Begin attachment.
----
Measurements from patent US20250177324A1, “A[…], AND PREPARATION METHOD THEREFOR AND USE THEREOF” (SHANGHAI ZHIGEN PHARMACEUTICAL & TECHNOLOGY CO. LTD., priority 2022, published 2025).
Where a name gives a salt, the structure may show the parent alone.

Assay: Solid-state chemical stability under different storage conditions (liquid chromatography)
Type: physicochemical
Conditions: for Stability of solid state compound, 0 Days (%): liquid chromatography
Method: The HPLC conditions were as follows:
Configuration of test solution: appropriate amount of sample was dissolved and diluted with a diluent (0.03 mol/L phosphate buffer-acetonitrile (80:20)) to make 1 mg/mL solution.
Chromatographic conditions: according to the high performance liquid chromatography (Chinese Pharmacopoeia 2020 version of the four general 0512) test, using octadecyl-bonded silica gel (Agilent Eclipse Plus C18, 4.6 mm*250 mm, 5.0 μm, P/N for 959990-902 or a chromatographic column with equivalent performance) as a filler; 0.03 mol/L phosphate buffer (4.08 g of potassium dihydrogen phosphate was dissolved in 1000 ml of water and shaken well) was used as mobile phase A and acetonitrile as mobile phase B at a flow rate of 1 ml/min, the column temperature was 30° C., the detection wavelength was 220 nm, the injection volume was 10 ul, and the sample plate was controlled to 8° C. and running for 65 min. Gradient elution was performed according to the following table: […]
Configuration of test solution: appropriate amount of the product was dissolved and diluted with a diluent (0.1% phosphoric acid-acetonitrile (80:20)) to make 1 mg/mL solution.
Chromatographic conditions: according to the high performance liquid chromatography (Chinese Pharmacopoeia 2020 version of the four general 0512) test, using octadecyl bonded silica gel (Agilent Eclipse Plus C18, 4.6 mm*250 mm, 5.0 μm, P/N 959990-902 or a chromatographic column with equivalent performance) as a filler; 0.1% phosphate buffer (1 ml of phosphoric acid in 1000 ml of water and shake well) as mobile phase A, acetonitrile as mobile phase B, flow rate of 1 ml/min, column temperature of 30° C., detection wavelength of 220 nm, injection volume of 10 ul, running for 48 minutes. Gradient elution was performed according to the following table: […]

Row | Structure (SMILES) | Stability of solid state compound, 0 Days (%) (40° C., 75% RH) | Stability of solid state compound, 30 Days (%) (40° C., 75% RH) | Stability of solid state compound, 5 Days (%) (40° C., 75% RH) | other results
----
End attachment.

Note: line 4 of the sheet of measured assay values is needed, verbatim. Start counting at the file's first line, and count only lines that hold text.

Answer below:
Type: physicochemical